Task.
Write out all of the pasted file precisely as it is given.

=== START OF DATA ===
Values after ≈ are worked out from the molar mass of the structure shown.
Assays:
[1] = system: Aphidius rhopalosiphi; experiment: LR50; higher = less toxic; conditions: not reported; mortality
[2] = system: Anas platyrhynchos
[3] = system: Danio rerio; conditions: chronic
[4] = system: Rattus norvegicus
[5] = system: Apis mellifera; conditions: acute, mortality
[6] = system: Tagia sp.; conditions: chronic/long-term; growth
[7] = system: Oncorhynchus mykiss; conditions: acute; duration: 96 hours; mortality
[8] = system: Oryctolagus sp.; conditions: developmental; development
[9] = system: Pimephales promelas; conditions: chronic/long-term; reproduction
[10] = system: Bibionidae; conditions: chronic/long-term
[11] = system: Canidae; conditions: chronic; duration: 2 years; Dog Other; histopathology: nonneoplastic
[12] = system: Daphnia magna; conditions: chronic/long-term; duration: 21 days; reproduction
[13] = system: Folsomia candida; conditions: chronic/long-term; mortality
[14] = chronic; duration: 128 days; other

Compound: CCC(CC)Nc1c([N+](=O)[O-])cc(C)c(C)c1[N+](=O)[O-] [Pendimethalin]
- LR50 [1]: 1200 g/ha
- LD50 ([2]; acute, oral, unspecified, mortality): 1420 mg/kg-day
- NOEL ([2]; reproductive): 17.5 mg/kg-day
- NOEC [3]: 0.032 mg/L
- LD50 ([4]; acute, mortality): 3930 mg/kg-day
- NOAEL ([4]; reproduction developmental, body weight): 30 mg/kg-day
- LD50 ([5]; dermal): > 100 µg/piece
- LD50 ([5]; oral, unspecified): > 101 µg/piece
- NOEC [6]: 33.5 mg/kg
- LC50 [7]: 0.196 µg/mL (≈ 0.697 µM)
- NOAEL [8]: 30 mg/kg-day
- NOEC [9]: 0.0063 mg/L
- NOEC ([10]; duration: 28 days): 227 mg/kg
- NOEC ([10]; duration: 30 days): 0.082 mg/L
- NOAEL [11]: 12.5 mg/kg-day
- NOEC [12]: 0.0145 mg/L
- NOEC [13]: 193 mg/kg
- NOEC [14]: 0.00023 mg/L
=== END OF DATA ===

Values after ≈ are worked out from the molar mass of the structure shown.
Assays:
[1] = system: Aphidius rhopalosiphi; experiment: LR50; higher = less toxic; conditions: not reported; mortality
[2] = system: Anas platyrhynchos
[3] = system: Danio rerio; conditions: chronic
[4] = system: Rattus norvegicus
[5] = system: Apis mellifera; conditions: acute, mortality
[6] = system: Tagia sp.; conditions: chronic/long-term; growth
[7] = system: Oncorhynchus mykiss; conditions: acute; duration: 96 hours; mortality
[8] = system: Oryctolagus sp.; conditions: developmental; development
[9] = system: Pimephales promelas; conditions: chronic/long-term; reproduction
[10] = system: Bibionidae; conditions: chronic/long-term
[11] = system: Canidae; conditions: chronic; duration: 2 years; Dog Other; histopathology: nonneoplastic
[12] = system: Daphnia magna; conditions: chronic/long-term; duration: 21 days; reproduction
[13] = system: Folsomia candida; conditions: chronic/long-term; mortality
[14] = chronic; duration: 128 days; other

Compound: CCC(CC)Nc1c([N+](=O)[O-])cc(C)c(C)c1[N+](=O)[O-] [Pendimethalin]
- LR50 [1]: 1200 g/ha
- LD50 ([2]; acute, oral, unspecified, mortality): 1420 mg/kg-day
- NOEL ([2]; reproductive): 17.5 mg/kg-day
- NOEC [3]: 0.032 mg/L
- LD50 ([4]; acute, mortality): 3930 mg/kg-day
- NOAEL ([4]; reproduction developmental, body weight): 30 mg/kg-day
- LD50 ([5]; dermal): > 100 µg/piece
- LD50 ([5]; oral, unspecified): > 101 µg/piece
- NOEC [6]: 33.5 mg/kg
- LC50 [7]: 0.196 µg/mL (≈ 0.697 µM)
- NOAEL [8]: 30 mg/kg-day
- NOEC [9]: 0.0063 mg/L
- NOEC ([10]; duration: 28 days): 227 mg/kg
- NOEC ([10]; duration: 30 days): 0.082 mg/L
- NOAEL [11]: 12.5 mg/kg-day
- NOEC [12]: 0.0145 mg/L
- NOEC [13]: 193 mg/kg
- NOEC [14]: 0.00023 mg/L